1961 – “Breakfast at Tiffany’s” premieres

Breakfast at Tiffany’s is perhaps the single best known film of Audrey Hepburn’s career. Less well-remembered for it is the other lead, George Peppard. It is based – somewhat loosely – on a short story of the same name written by Truman Capote. Hepburn and Peppard play Holly Golightly and Paul Varjak. He’s a struggling writer. She’s, umm, well, something unspecified. But although the film (largely due to the Hays Code) dodges around the issue, Capote’s story is less circumspect: she’s a call girl (albeit, a very high class one) and he’s a kept man. The don’t fight crime (what with being too busy committing it on a daily basis), but they do, somehow, find love with each other.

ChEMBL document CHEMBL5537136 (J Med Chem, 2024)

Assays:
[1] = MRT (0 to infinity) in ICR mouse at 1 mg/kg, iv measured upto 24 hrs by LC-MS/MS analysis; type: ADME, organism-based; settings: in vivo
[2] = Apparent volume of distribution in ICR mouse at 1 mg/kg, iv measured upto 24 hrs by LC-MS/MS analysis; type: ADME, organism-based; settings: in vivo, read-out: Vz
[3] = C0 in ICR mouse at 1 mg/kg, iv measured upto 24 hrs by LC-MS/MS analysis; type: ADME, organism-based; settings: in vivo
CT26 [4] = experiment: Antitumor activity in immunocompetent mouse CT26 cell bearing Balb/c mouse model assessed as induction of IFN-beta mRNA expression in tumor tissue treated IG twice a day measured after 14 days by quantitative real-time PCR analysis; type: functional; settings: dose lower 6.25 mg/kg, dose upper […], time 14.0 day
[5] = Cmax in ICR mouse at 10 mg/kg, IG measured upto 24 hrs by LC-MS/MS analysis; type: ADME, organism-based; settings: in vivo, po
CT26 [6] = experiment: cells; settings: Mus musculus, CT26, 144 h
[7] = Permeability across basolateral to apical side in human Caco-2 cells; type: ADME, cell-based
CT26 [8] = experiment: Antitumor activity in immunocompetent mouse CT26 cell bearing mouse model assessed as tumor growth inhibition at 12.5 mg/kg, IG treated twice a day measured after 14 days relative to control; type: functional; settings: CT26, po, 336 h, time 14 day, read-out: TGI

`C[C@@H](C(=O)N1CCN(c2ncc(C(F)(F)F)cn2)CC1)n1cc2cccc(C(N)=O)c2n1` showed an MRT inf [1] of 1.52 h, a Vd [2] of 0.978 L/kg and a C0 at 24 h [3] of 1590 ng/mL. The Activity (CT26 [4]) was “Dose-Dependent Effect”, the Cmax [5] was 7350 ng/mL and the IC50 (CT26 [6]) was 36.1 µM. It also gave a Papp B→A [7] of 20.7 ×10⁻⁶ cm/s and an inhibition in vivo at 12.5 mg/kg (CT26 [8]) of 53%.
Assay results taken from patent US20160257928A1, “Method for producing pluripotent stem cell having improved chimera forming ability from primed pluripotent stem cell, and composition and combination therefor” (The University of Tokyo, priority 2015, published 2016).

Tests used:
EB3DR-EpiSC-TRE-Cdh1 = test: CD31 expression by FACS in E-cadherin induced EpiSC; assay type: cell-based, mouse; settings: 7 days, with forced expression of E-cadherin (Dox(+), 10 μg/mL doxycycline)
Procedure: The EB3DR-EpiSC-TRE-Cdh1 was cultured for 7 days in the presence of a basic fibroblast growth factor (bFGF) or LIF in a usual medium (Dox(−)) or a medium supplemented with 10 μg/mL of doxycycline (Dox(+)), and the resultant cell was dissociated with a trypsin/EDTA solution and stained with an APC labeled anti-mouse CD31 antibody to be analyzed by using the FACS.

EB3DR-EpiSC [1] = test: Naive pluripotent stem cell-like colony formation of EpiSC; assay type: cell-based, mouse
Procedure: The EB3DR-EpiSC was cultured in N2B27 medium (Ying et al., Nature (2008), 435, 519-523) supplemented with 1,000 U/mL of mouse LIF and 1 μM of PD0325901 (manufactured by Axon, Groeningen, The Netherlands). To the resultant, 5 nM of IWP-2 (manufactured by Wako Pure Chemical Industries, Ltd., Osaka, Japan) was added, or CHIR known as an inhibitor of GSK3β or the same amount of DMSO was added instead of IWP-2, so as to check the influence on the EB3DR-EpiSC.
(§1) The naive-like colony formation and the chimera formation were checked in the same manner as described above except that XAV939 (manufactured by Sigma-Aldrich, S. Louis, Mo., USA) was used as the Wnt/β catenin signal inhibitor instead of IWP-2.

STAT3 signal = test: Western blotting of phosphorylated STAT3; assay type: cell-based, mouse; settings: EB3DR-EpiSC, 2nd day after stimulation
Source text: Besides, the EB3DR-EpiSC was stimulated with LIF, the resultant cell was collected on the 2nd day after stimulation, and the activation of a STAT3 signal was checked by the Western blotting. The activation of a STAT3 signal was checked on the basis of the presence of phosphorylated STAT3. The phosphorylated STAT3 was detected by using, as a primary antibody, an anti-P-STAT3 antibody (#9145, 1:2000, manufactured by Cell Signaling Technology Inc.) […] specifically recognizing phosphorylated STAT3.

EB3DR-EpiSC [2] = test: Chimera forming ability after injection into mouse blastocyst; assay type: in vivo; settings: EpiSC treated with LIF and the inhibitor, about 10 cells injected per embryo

Hepburn was nominated for an Academy Award for her performance, but lost out to Sophia Loren. In fact, the film’s two Oscars actually came from it’s music – one for Henry Mancini’s score, one for the song “Moon River”, co-written by Mancini with Johnny Mercer and performed by Hepburn in the film.

The film is also controversial for its stereotypical depiction of the Asian character, Mr. Yunioshi, who was played by Mickey Rooney, and is little more than a buffoon.

Referenced in:

Breakfast at Tiffany’s – Deep Blue Something